A water heater is considered a necessity in nearly every home. When it’s time to install a water heater in your new home or replace your current water heater, you have two main types to choose from—storage tank water heaters and tankless water heaters. While storage tank water heaters and tankless units serve the same purpose, they have different modes of operation.
In this article, we will explore the differences between storage tank water heaters and tankless water heaters to help you choose the right unit for your hot water needs.
Tank water heaters have been the standard used in most homes for decades. A storage tank water heater, as the name suggests, heats water and stores it in an insulated tank, which usually ranges from 30 to 50 gallons. Storage tanks continuously heat water using natural gas, electricity, propane, or fuel oil, so it’s ready when you need it. That means these tanks use energy around the clock to heat water whether you need it or not. When you turn on a hot water tap, hot water is released from the top of the tank. To replace that hot water, cold water goes into the bottom of the tank through the dip tube where it is heated. After the water is heated to the preset temperature, it moves to the holding tank where it’s stored.
Storage tank water heaters are equipped with a built-in thermostat that controls the temperature of the water inside the tank. They also feature a temperature and pressure-release valve that opens to release water when the temperature and pressure gets too high. Storage tank water heaters come with a lower installation cost when compared to tankless units. Besides, they are relatively easy to maintain. However, these water heaters are not as energy efficient as tankless units because of standby heat loss. Besides, they are bulky and may not be ideal for smaller spaces.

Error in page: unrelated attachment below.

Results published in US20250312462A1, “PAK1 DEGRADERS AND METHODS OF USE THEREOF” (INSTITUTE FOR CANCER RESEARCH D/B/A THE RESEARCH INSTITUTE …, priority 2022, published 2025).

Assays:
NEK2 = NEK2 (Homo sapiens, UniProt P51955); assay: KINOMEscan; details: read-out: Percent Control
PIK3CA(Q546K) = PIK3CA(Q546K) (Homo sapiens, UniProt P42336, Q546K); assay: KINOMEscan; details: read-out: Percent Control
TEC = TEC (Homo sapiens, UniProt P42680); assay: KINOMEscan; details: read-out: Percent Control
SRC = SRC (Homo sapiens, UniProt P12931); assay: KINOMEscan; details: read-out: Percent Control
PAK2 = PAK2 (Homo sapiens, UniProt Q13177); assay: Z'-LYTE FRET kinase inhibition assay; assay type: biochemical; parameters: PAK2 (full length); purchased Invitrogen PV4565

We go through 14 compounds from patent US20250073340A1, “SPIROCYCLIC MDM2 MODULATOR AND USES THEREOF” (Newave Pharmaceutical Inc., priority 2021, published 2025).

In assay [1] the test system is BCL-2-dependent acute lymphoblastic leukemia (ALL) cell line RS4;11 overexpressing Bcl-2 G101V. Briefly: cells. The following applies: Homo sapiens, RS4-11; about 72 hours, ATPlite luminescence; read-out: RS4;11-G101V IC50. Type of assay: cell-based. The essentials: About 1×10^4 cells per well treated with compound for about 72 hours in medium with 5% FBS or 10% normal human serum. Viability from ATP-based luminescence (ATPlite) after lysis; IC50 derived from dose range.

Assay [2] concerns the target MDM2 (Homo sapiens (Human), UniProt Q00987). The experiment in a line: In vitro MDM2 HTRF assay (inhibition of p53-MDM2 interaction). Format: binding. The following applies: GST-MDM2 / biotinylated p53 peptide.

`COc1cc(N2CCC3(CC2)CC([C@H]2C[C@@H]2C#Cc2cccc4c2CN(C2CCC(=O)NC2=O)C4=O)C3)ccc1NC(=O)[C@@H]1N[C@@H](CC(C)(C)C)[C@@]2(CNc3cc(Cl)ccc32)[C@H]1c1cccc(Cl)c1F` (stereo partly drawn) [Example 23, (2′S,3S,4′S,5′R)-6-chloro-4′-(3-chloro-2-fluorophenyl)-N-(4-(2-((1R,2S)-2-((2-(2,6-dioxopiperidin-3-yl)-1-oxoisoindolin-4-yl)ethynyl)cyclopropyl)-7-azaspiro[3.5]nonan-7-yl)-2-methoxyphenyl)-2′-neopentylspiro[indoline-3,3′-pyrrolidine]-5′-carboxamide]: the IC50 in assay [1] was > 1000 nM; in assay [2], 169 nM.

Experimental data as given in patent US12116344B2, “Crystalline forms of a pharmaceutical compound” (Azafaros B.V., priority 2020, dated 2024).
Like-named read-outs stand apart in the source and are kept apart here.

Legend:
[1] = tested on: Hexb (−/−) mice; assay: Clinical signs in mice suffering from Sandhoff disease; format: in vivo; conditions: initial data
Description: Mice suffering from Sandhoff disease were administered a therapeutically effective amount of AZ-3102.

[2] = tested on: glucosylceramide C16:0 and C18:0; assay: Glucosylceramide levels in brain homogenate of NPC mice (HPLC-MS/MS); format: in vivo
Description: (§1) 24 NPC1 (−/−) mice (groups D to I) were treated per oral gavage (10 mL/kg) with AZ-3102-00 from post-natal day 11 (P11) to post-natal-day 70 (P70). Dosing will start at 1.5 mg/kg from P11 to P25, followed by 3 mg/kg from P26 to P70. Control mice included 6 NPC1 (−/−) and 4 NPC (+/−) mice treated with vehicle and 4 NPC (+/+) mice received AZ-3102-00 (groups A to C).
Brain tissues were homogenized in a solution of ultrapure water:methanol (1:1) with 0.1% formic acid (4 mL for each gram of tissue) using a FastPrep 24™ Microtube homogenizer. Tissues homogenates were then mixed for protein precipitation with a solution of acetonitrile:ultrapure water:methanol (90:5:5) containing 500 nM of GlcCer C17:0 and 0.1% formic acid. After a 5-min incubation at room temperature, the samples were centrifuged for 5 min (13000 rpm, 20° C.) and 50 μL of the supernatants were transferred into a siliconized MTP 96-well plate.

Also known as demand-type water heaters, tankless water heaters heat water only when it’s needed. Unlike storage tank water heaters, which continuously heat water even when it’s not needed, tankless units provide hot water on demand. In other words, tankless water heaters do not store hot water in a storage tank.
Although tankless water heaters come with a higher installation cost, they are considerably more energy efficient when compared to tank water heaters. According to the U.S. Department of Energy, tankless units are between 24% and 34% more efficient for households that use 41 gallons or less of hot water daily. Apart from being more energy efficient, tankless water heaters provide an unlimited supply of hot water, save space, and have a longer lifespan compared to storage tank water heaters.
When choosing the best type of water heater for your home or business, you’ll need to consider a wide range of factors, including energy efficiency, initial installation costs, household size, and more. However, a tankless water heater will save you money in the long run in terms of energy efficiency.
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